The increasing deployment of renewables introduces substantial variability into the production of electricity, requiring demand to be more movable across time. We analyze data from a large Danish field experiment (2015–2016) to investigate whether households can be prompted, via SMS messages, to move electricity consumption, and if so, whether these are motivated by pecuniary or environmental motives. The analysis has two steps: As a novel approach, we first use automatic model selection, which allows a different time-series regression for each of the 1488 households studied. From this, we obtain a cross-section of estimated SMS effects, which we then regress on the motive type. Since households can opt out there is a risk of self-selection. We therefore control for the size, income and average consumption of the household, and the age, educational- and labor market status of the SMS recipient. The results suggest that SMS messages can to some extent motivate households to move consumption. Although a stronger financial motive seems more effective, mixing financial and environmental motives seems the most effective. Finally, women and elderly people are more inclined to move consumption.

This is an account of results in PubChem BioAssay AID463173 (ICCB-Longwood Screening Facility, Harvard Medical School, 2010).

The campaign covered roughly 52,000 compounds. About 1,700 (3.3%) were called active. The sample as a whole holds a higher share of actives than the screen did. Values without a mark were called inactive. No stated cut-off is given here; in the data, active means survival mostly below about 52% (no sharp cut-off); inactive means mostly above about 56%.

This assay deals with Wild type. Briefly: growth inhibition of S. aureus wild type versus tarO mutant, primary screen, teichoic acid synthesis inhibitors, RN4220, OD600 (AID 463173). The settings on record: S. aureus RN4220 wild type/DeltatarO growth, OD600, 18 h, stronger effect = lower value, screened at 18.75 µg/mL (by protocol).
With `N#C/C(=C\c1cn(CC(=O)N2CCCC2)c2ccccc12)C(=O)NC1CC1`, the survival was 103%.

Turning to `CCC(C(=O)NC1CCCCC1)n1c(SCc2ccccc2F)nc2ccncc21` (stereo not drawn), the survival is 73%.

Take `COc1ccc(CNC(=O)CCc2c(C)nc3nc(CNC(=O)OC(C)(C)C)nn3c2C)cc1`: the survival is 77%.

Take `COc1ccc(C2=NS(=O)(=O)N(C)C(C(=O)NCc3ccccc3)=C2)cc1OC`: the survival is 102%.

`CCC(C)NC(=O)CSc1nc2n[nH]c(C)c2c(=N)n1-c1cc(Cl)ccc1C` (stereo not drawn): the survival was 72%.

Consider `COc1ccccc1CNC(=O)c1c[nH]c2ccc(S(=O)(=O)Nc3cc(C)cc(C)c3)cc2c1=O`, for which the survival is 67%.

- Field experimental data
- General-to-Specific automatic model selection
- Household-level electricity demand
- SMS messaging